How will inflation affect your investment choices?

Over many years, people often ask, “What can you advise me to buy to produce an income?” Having been trained in the UK and studying the extensive Chartered Insurance Institute exams, I have always been quite conservative in my answers.

Mainly, good old UK Equity Income Stocks, commonly held via a Mutual Fund or some form of income bond. Whilst they have never had superior performance, they always fell within my investment remit to clients, which was to produce a return somewhere between 4% to 8% depending on the tolerance to risk.

We must also remember that we have always been advising against banks or building societies, so their rate was low, and we get asked for something a little higher. It was never really asked if we could beat inflation, but now that word has crept back into people’s thoughts, they are listening to the news, reading reports of increases due to the supply and demand effect caused by Covid-19.

So, what has happened recently?

Well, the UK, in particular, has seen inflation rise to a ten year high this past week; see below to understand the rise in the last ten years.

Anyone now sitting with money in the bank on deposit or in a fixed rate bond with a building society is seriously losing the spending power they had a few years back in 2015.

So, what are the choices for you?

My first suggestion for producing income for yourself is to arrange a portfolio that uses UK Equity Income Funds to create an income stream. Then, depending on the risk you are willing to take, look at other areas, like Europe and Asia, where the returns can be as much as 7% to 9%.

We do not say for one minute that these will be the answer to everything; they do, of course, come with risk, as all investments do, no matter where they are held. Above, we spoke about savers now at risk of devaluing money just sitting in a bank; this is a risk.

However, the time has a way of reducing risk, and the longer-term goal can allow you to ride the waves of volatility, thereby using our phrase, it’s time in the market, not timing the market. But, oh dear, there I go using it again; I would like a pound for every time I have used that over the last 34 years of doing this job.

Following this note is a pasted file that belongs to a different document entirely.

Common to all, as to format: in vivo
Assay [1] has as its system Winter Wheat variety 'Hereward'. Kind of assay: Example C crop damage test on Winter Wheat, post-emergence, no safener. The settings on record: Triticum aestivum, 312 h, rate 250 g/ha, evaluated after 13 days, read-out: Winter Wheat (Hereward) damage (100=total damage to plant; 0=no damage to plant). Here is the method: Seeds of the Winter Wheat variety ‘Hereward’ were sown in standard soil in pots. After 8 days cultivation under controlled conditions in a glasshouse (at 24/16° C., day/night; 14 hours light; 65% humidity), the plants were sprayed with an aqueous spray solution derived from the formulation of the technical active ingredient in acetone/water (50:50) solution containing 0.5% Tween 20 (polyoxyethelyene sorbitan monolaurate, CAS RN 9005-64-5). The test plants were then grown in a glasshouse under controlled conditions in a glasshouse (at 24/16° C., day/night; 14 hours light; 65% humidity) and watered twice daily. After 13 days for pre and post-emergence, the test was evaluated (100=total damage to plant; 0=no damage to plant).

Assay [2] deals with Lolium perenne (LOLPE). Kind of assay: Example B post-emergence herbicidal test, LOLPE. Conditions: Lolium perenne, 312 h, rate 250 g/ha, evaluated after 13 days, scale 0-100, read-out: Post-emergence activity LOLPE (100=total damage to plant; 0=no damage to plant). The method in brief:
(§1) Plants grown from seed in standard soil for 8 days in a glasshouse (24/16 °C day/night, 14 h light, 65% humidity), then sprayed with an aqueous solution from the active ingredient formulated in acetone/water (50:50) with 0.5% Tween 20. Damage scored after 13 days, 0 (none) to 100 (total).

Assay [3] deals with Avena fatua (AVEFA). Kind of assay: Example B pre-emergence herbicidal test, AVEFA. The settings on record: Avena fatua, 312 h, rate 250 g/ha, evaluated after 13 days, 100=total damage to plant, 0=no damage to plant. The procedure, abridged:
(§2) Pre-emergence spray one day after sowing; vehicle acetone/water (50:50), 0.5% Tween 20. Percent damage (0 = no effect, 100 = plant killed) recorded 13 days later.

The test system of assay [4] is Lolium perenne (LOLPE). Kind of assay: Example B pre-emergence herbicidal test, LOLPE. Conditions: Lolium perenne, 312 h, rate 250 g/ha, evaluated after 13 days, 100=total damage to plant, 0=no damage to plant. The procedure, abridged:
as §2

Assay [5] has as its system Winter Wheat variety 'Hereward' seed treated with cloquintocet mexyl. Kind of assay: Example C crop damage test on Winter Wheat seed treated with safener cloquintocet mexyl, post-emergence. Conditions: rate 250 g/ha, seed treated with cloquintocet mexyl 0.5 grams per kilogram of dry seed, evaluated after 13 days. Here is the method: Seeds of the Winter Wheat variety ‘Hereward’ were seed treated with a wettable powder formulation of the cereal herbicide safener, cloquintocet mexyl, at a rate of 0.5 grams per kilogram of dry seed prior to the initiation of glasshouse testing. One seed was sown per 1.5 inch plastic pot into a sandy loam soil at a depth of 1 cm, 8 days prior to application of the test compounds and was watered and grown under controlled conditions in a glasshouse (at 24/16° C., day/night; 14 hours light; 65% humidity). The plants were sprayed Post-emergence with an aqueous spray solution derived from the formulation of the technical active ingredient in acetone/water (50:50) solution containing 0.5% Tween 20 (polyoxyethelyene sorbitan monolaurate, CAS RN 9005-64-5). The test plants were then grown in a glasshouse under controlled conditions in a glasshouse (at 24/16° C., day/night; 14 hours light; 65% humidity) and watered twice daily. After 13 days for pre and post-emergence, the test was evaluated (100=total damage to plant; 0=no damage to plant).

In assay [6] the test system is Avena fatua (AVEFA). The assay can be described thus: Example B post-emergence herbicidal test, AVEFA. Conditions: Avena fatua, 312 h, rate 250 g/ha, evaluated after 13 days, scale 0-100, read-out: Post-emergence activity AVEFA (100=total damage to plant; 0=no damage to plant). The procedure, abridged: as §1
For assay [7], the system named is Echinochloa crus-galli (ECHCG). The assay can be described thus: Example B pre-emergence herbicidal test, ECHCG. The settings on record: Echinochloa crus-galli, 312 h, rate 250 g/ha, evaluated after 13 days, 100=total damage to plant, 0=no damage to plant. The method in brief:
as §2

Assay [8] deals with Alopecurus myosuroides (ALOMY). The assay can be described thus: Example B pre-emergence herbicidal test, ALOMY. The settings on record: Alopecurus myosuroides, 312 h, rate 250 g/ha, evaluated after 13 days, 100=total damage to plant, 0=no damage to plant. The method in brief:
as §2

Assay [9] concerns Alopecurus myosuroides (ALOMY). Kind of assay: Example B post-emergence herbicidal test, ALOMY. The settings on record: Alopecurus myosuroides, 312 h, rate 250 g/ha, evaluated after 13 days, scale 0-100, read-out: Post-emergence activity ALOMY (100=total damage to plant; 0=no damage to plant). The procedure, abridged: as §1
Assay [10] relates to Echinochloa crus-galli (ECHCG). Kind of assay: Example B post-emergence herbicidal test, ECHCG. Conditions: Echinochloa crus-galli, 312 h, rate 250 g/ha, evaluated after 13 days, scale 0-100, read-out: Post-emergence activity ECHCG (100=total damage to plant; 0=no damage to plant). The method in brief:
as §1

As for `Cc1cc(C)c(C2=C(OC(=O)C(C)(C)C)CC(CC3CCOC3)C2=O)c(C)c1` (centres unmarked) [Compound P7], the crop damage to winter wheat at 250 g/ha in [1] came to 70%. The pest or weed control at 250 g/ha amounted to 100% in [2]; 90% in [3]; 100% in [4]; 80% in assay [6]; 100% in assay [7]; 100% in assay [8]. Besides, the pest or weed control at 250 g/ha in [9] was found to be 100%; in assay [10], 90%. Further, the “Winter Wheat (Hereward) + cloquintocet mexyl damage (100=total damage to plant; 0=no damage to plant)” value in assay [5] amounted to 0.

So always look at what risk you are prepared to take to try and achieve the extra gain you require; risk/reward comes with costs.

So why would UK Equity Income Portfolios work for you?

Not only do they offer dividend yield, but they also could provide an uplift in the share price and, therefore, the value of your original portfolio value. The combination makes them attractive for long term income and growth goals.

Even if you had managed just average performance from the Association of Investment Companies’ UK equity income sector, you would have reaped a total return of 41.5% over the past five years. Over the past decade, it would have been 140%.

This performance comes with some risk, which investing in shares always does. However, compare your return from a leading bank or building society and that 0.5% annual return looks very sorry for itself.
The stock market, or mutual fund portfolio investing, is not for everyone, so always know what you invest in, how much it costs, and the potential downside.

The benefit to many investors looking at what to do now is that the UK seems excellent value for money. With a lacklustre period since Brexit, many analysts are stating that good things are to come from the UK, good timing we think, if inflation is to be beaten, now it’s standing at 4.2%

The average return from an Equity Income Portfolio has been 3.7% over the last five years; taking covid into account, we are still slightly behind, so any recovery with UK companies distributing higher dividends will come as a comfort to any new investors.

The return varies from one fund to another in this sector, from 4.9% at the top to 1.9%. A combination will allow you to build both income and growth, for where we see larger income payments, there usually is minor growth upside, then vice versa for growth to income funds.

If the UK market is so unloved and the major fund management companies see some light at the end of the tunnel, what harm could this do to beating inflation? I don’t know about you, but investing in a bank knowing that all I will get in return is 0.5%, no thanks. I would much rather take a degree of risk and allow the UK major companies to derive that return for me.

Always take advice when looking to invest, speak with someone that comes recommended, and always know at the start what the charges are and what you will receive as part of the service.

We believe that this is what you should get from us, so we believe informed decisions are the best decisions.

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